The anti-diet movement challenges conventional beliefs about dieting, weight, and health. Proponents argue that the prevailing diet culture, which emphasizes food restriction and the pursuit of an ideal body size, can be harmful both physically and mentally. The anti-diet movement promotes mental health, liberation from oppressive diet culture, and acceptance of diverse body sizes.
In her newsletter, Virginia Heffernan wrote about the movement:
The work of the antidiet crowd asks anyone touched by diet culture to entertain the possibility that body weight doesn't, in itself, cause health issues. Some activists challenge dieters to exit the cult of food restriction by doing rad things like skipping the gym and eating salty, fatty, sugary fast food (including McNuggets)—whenever the spirit moves you. As rites of passage into freedom go, this one is pretty great and includes the jubilant breaking of a legitimate taboo. For chronic dieters like myself, it also demands a measure of courage. Because, let's face it, in eating trans fats you're not just preempting your chances of ever matching Balenciaga's beauty ideal. You're crossing the World Health Organization, which still maintains that fast and shelf-stable foods are unsafe at any dose.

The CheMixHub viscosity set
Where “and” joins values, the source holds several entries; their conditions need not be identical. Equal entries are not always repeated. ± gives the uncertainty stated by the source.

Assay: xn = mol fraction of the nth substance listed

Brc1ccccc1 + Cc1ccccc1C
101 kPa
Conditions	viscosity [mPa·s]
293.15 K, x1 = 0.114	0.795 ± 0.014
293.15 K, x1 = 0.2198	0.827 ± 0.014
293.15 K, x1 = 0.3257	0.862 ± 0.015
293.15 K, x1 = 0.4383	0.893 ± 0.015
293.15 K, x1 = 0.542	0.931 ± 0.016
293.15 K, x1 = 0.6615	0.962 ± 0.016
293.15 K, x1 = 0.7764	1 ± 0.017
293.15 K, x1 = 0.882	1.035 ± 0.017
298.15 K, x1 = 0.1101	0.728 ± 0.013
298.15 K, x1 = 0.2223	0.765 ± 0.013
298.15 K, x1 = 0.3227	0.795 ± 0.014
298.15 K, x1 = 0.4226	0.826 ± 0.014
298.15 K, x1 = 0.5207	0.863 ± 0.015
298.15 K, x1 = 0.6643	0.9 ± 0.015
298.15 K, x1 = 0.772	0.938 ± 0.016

Heffernan cites the American Journal of Physiology–Endocrinology and Metabolism (2014) and Evolution, Medicine, and Public Health (2016) which released studies that show food restriction in any form can result in dangerous hormonal disruptions, "potentially setting off serious mental and physical health problems and, paradoxically, weight gain."